Where to Play
I’m not the sporty type, at least not competitively. Cleveland has plenty to offer beyond the athletic fields and greens after cheering on our girlfriends, wives and friends. Aside from the games, Cleveland has an active LGBT community, in spite of not having a gay-specific district, and plenty of cool and interesting things to see and do.
OK. Before you hang up the medal and wash off the sweat, just indulge your sport fanatic partner or friend just a little bit more by stopping by Pro Football Hall of Fame. The Pro Football Hall of Fame Enshrinement Festival ends August 4, which means new inductees and things to experience will be fresh.
If you don’t join your partner and her friends at the Football Hall of Fame and are looking for a different type of culture, the arts come alive in Cleveland with Arts in August. This free art extravaganza in the Tremont neighborhood at Tremont Lincoln Park is filled with art, music, dance and much more. If it’s raining the entertainment moves inside to Pilgrim Church (2592 West 14th Street). Cleveland is also home to many museums, many of which are located at University Circle (see above) and throughout the city as well as art galleries at Gordon Square. If you are really into theater, a backstage tour of the Cleveland Playhouse is a real treat.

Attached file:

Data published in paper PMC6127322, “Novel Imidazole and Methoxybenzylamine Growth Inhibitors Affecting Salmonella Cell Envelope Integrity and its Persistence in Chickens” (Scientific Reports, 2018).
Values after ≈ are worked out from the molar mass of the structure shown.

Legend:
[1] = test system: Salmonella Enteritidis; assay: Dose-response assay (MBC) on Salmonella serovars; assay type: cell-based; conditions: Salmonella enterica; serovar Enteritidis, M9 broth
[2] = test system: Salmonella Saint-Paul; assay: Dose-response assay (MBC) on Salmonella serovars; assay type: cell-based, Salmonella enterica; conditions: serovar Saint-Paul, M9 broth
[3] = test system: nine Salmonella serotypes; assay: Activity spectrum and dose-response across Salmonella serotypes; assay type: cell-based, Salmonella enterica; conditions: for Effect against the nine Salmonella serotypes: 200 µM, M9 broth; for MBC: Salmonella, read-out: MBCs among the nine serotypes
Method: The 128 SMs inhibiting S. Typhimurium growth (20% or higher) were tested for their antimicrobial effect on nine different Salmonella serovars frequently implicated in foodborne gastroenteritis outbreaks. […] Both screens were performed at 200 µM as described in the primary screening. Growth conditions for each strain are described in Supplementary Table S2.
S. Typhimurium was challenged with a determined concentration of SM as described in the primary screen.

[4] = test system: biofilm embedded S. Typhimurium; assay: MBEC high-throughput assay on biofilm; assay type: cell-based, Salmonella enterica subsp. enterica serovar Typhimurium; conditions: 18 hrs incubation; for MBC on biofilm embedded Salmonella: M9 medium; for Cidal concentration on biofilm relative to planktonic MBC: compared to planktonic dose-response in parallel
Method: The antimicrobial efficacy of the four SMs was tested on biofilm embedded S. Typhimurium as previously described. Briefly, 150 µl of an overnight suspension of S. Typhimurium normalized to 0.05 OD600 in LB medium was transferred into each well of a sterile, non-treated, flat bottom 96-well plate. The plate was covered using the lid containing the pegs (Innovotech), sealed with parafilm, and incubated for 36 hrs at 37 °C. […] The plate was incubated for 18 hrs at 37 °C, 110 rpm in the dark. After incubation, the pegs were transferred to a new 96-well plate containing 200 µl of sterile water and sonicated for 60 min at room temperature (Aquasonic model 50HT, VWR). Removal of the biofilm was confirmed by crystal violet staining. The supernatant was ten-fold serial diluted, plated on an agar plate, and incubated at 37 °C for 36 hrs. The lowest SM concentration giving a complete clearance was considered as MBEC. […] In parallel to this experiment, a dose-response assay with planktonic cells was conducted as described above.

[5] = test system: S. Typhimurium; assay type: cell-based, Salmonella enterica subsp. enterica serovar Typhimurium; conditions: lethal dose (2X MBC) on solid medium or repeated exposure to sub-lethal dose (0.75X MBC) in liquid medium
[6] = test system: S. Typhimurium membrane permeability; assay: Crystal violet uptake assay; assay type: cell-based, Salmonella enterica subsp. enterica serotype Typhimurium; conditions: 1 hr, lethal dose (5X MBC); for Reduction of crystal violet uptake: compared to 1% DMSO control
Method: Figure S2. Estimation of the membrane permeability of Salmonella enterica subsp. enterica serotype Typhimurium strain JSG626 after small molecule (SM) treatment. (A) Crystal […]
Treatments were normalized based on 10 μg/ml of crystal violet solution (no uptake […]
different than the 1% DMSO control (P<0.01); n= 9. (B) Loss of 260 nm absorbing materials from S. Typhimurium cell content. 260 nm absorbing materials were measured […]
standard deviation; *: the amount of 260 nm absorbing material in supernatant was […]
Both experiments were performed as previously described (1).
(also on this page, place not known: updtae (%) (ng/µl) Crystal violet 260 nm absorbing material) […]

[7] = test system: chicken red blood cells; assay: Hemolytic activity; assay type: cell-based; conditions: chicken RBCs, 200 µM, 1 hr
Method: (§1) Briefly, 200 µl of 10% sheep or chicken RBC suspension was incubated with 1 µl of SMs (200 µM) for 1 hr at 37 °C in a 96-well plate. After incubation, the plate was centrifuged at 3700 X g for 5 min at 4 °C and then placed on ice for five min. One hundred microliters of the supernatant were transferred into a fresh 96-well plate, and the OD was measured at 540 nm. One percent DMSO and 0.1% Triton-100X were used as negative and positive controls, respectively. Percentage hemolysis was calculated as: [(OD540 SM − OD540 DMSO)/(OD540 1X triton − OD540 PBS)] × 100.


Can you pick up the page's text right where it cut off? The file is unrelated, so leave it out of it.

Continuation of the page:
You can’t go to Cleveland without rocking out at the Rock Hall of Fame. Just because it’s summer, the Rock Hall is putting on a festival, “Common Ground: The Music Festival Experience,” explores music festivals, not just for their music, but also as a community experience. Beatles fans will delight in the new exhibit featuring 70 artifacts, several that haven’t been seen before. The “Right Here, Right Now” exhibit reflects on the evolution of rock and roll through artists such as Bruno Mars, Lady Gaga, Rihanna, Katy Perry to name a few. These are only some of the exhibits currently happening on the seven floors and four theaters of the Rock Hall.
If revisiting a childhood classics is your thing, check out A Christmas Story House + Museum (3159 W 11th Street; 216-298-4919; AChristmasStoryHouse.com) and the Merry-Go-Round Museum (301 Jackson Street; 419-626-6111; MerryGoRoundMuseum.org).
Cleveland is bustling with queer nightlife options for the boys, but girls can have fun too.
The Dinah is producing GG9’s official women’s party “The Victory Party” at 8 p.m. August 13 at Cleveland’s number one nightclub The Velvet Dog (1280 W 6th Street; 216-664-1116; VelvetDogCleveland.com). The party features a live performance by Robin S. and three floors and a rooftop patio overlooking Cleveland while the ladies dance to the hottest DJs spinning the music. If Cleveland’s skyline with the Terminal Tower glowing rainbow colors isn’t enough to impress get your eye candy with Dinah’s go-go dancers. General entrance is $25 and VIP entrance with bottle service is $50.
On August 14 head to the Flair Fest at 12 p.m. on Main Street in Downtown Akron. This event is free and open to the public where attendees experience local entertainment with performers, a juried art show and food vendors throughout the day.
Top off the day with a performance by the Indio Girls with Hannah Thomas and Anne E. DeChants at Lock 3 (200 South Main Street, Akron; 330-375-2877; Lock3Live.com) at 5:30 p.m. Tickets are $10 and are available online or at the Akron Civic Theatre box office.